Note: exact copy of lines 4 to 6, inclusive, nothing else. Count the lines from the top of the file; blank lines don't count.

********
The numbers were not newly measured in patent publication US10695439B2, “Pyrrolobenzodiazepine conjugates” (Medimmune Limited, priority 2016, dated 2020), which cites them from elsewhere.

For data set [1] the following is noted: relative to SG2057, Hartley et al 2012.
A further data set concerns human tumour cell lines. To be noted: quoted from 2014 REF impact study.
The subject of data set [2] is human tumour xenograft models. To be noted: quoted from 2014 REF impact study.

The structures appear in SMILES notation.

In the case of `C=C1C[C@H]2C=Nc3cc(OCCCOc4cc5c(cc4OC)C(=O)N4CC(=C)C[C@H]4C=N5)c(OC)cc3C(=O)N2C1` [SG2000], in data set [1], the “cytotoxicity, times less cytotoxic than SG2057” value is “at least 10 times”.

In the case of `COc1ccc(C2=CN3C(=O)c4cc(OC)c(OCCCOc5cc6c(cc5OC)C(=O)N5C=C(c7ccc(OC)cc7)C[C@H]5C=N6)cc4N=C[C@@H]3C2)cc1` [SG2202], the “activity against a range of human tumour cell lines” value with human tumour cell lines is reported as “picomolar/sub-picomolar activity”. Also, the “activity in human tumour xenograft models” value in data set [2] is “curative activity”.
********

The subject of data set [2] is human tumour xenograft models. To be noted: quoted from 2014 REF impact study.

The structures appear in SMILES notation.

In the case of `C=C1C[C@H]2C=Nc3cc(OCCCOc4cc5c(cc4OC)C(=O)N4CC(=C)C[C@H]4C=N5)c(OC)cc3C(=O)N2C1` [SG2000], in data set [1], the “cytotoxicity, times less cytotoxic than SG2057” value is “at least 10 times”.